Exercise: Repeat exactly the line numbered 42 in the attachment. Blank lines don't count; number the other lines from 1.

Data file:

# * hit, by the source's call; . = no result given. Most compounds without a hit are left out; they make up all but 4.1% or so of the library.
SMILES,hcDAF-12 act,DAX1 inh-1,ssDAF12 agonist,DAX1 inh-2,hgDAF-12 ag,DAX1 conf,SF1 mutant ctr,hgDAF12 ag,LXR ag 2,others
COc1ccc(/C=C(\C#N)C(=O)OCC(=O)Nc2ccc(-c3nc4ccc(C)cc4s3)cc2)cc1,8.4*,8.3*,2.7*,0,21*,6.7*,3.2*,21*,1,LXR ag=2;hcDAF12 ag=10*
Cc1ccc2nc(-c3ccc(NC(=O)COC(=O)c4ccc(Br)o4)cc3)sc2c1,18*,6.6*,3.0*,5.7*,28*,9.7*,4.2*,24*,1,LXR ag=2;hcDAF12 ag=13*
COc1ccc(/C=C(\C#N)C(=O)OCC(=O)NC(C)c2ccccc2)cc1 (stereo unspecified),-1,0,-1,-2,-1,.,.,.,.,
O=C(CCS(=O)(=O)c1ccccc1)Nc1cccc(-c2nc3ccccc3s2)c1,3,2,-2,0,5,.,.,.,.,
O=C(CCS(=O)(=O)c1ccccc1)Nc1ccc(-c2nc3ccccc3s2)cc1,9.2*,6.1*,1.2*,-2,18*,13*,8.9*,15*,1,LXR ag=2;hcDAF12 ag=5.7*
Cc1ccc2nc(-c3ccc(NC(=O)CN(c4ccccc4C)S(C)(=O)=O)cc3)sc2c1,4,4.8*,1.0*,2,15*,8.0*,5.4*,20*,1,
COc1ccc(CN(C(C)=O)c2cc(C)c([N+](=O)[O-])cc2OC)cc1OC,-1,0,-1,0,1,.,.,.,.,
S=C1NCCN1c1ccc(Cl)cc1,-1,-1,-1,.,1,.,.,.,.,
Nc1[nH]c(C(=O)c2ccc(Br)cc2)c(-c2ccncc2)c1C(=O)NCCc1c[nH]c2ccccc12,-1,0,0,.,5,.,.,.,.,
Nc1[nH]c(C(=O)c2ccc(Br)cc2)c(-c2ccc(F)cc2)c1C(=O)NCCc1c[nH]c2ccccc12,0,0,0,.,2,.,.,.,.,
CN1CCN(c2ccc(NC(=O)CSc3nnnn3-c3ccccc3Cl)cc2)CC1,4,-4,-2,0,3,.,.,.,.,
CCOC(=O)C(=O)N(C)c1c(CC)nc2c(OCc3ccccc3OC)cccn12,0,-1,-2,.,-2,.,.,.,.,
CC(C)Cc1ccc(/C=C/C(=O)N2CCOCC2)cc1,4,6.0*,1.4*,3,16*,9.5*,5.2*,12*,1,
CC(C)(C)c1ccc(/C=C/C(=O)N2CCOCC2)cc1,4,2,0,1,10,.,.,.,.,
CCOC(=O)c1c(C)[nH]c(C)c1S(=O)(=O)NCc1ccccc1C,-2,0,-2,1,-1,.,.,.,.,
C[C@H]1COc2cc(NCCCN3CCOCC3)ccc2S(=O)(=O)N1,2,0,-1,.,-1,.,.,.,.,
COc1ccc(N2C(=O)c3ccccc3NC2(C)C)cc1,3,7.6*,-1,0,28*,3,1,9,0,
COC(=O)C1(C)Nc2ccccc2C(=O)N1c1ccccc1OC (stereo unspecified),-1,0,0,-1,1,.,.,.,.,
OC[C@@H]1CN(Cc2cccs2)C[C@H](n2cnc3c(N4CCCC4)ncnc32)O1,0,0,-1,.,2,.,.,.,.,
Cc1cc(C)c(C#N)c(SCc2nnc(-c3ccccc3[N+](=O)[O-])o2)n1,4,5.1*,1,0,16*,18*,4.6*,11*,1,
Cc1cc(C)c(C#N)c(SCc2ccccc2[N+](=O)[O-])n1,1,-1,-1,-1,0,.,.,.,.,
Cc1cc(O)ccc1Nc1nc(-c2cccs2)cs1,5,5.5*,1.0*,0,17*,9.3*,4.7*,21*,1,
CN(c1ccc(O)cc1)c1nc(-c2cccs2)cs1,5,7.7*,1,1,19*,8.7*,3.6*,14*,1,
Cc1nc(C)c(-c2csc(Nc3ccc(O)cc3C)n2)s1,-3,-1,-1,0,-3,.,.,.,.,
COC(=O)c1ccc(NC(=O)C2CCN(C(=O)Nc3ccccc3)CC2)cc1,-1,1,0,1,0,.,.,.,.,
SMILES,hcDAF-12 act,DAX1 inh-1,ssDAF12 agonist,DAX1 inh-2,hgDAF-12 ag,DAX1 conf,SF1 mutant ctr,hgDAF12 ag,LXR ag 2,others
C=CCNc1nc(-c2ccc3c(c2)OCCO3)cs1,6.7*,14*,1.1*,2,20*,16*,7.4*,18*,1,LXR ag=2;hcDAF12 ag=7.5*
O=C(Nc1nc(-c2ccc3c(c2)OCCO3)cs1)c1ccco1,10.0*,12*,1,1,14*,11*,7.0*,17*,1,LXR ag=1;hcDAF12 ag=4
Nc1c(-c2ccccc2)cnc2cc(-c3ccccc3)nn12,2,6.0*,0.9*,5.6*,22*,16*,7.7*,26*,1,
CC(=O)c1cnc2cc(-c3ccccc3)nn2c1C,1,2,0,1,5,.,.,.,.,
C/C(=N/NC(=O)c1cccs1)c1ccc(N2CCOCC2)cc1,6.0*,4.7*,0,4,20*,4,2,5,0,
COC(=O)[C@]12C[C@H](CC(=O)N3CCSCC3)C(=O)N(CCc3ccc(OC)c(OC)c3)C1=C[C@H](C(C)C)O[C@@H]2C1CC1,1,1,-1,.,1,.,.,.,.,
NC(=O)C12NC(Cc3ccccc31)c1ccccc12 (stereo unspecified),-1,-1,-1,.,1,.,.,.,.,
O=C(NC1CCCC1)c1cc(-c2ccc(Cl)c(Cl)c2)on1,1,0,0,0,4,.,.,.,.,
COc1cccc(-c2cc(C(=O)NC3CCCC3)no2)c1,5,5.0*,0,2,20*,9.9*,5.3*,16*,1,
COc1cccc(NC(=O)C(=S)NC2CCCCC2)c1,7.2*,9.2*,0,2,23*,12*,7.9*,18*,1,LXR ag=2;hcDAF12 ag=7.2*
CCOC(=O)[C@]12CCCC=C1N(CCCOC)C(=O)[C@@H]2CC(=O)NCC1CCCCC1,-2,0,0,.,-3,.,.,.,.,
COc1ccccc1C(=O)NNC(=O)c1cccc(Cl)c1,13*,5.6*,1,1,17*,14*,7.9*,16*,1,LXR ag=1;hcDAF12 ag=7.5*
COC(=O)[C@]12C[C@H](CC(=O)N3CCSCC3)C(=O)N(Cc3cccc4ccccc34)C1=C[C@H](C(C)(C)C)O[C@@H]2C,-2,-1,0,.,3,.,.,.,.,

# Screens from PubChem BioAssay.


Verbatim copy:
# Screens from PubChem BioAssay.